For a moment, I also found myself captivated, no, virtually hypnotized, by the glittering cynosure of a jet-black Brenda Blackmon, newly arrived on the mainstream New York City media circuit. Like David Navarro, Brenda looked much smaller than the in-studio television cameras made her seem on the nightly news. She was also svelte and willowy and agile-gaited, my kind of ideal woman during the heady Black Cultural-Nationalist Phase of my life. You see, the climate and temperature of the City College of New York (CCNY) into which I walked in the mid-1980s, fresh from Ghana, was one that was so racially charged, and morbidly so, as to promptly traumatize one with culture shock. Throw into the mix, my first upclose encounter with an openly lesbian white-blonde woman, and the picture of my culture shock could not be more turbulent.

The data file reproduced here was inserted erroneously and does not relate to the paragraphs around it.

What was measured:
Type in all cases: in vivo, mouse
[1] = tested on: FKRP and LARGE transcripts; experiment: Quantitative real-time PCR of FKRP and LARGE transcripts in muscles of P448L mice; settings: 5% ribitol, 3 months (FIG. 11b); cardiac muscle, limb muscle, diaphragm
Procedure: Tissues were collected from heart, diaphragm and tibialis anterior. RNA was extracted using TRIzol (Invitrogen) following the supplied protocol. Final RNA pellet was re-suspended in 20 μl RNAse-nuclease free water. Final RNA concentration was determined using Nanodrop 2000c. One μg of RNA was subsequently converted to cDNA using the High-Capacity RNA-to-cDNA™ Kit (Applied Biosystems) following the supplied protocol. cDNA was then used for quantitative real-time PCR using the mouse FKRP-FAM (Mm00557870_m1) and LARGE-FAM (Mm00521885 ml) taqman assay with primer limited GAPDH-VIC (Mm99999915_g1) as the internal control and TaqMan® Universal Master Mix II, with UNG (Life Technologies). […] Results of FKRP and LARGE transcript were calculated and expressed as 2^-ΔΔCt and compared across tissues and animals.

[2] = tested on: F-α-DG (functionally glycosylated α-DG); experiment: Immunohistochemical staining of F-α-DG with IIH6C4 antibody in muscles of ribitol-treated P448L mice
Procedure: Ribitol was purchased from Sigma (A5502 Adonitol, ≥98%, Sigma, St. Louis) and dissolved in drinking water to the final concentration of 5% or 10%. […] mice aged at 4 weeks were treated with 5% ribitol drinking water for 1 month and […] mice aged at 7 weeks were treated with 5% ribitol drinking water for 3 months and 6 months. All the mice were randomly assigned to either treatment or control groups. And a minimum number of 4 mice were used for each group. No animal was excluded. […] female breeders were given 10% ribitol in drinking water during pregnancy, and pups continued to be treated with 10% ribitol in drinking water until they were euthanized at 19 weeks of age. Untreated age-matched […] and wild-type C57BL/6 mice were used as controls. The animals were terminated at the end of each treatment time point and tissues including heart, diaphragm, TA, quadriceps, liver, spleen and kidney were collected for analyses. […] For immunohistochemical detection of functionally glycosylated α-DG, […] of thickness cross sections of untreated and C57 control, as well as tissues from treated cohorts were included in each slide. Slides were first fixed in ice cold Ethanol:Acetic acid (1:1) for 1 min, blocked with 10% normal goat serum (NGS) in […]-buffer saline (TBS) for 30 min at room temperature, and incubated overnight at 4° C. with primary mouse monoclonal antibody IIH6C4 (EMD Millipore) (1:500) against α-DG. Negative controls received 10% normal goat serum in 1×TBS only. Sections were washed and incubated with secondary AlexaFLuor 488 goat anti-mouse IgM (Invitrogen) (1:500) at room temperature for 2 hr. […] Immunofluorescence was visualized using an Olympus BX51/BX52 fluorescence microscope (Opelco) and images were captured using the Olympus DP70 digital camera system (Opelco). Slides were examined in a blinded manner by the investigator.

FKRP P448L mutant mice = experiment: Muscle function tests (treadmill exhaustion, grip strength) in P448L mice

Generally, the CCNY campus seemed to be polarized around the hateful rhetoric of two racially opposite professors, one seemingly unassuming but lethally imbued with deep-seated contempt and spite for African-Americans and all things Black and African. The white one's name was Michael Levin, an American-born Jewish man of European descent. A professor of Philosophy, Levin claimed his own parents and grandparents to have suffered Hitler's pogrom, otherwise called the Jewish Holocaust, and resiliently survivied almost intact. He overriding thesis was that African-Americans were typically shiftless and pathologically prone to making inexcusable excuses for their generally poor performance in both the academy and the larger society.